Question: Fighting Off That Stress



Anonymous asked:

Hello! How are you doing? I wanna say, thanks for answering people’s questions and concerns on here. I was wondering how you deal with stress. I’ve been more stressed lately than I have been in a while, and it’s starting to affect me physically. I’m continuously praying because the effects are scaring me, and I’ve already set up a doctor’s appointment. If you have any tips on dealing with stress and trusting God through it, I would appreciate it greatly. Thanks, and God bless!

 

Thanks for the awesome question and for your very kind words.

You know, I’ve heard plenty of teaching on stress and I’m a Psych major, so mostly I hear the same thing: “Are you stressed? Well, stop it.”

But I know that doesn’t help. It also doesn’t help to try that same technique on anger, lust, greed, jealousy, grief, or loneliness. It’s like trying to stop a bus with your body weight.

The other thing I hear is, “If you really knew the peace of Christ, you wouldn’t be stressed out.” I wish it was that simple. Even when Jesus and I are most tight, I still get anxious like crazy.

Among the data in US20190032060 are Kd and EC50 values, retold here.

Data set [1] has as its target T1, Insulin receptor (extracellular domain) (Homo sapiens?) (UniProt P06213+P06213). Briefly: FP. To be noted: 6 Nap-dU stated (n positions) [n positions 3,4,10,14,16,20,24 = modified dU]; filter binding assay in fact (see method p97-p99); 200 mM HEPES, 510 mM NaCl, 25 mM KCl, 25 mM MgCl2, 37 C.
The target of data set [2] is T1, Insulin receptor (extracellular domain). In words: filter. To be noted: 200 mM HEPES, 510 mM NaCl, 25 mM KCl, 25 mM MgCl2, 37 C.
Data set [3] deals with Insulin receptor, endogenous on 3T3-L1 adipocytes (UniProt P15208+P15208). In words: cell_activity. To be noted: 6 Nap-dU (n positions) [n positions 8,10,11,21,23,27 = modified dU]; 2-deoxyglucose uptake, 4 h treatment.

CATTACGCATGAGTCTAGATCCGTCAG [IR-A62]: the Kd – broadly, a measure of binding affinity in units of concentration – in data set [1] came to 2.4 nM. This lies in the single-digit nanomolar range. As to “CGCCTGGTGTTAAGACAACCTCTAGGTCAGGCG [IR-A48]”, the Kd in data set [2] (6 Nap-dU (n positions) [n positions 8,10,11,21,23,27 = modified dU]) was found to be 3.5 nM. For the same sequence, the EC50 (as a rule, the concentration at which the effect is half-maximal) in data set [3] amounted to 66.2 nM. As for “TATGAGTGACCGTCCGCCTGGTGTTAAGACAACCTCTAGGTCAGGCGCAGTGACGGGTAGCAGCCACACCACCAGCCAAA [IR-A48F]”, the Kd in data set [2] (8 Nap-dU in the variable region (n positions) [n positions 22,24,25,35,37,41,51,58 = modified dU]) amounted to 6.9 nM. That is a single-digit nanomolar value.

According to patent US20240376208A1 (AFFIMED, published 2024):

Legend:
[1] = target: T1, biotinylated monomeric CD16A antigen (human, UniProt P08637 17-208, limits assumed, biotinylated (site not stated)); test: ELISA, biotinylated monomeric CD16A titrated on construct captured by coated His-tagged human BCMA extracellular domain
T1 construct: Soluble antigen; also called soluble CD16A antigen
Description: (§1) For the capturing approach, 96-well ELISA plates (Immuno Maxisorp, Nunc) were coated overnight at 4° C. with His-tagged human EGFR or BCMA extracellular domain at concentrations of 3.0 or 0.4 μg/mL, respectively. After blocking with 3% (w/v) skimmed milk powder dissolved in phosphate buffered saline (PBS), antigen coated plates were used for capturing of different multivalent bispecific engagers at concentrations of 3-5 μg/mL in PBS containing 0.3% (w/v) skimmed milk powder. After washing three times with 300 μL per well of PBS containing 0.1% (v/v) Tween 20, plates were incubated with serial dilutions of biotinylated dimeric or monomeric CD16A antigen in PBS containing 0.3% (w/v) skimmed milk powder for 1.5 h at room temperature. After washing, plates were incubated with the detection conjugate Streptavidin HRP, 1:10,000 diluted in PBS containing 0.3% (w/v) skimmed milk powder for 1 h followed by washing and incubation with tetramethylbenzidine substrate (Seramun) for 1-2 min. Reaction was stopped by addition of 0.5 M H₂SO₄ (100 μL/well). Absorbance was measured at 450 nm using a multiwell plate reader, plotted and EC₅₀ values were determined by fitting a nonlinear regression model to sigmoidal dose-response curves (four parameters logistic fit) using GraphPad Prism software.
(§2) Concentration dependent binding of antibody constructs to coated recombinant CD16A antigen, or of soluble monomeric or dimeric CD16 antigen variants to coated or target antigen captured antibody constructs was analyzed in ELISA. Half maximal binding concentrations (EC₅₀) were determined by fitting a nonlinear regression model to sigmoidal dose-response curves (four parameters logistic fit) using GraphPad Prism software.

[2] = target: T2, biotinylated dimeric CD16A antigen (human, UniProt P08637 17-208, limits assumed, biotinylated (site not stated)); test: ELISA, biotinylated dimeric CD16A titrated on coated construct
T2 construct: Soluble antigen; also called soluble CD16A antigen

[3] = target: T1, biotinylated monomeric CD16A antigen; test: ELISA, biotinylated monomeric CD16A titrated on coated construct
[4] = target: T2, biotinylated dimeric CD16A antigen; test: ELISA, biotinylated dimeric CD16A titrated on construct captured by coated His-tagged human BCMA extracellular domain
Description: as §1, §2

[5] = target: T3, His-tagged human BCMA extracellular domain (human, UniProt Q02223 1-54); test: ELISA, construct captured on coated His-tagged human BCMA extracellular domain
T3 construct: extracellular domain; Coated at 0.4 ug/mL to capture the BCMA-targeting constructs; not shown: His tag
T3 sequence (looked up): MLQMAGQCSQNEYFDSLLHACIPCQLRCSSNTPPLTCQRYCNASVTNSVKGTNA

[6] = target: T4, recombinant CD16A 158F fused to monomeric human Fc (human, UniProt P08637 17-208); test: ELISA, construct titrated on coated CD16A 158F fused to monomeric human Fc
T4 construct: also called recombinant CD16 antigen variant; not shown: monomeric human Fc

The thing is: Stress is completely unavoidable. I think people tend to get stressed about getting stressed, as if somehow they “shouldn’t be if they’re in Christ.” But with all the demands, deadlines, and due dates of life, it’s completely understandable that you’d feel an anxiety about what needs to be done and what is not done.

That’s just life. Half the battle of fighting stress is to simply anticipate your bodily changes and to recognize what is happening. That’s true with temptation, with conflict, with fear of the future. To be able to say, “Here it is. The pressure’s on. Body is freaking out, right on time.” And then the other half of the battle is to move forward anyway.

 

There is plenty of practical stuff I could say here. You probably already know about —

– To-Do Lists

– to have some kind of a written planner

– to have a mentor or an understanding friend

– to find stress-relieving activities like exercise or drawing or skydiving or sword-fighting

— to prioritize your tasks with what’s most time-sensitive (do stuff that’s due soon now, don’t do stuff now that’s due later)

— to not look at tasks from left to right, but front to back (because a stack of dominos left to right will psychologically overwhelm you, but from front to back means you take care of things one at a time like a deck of cards)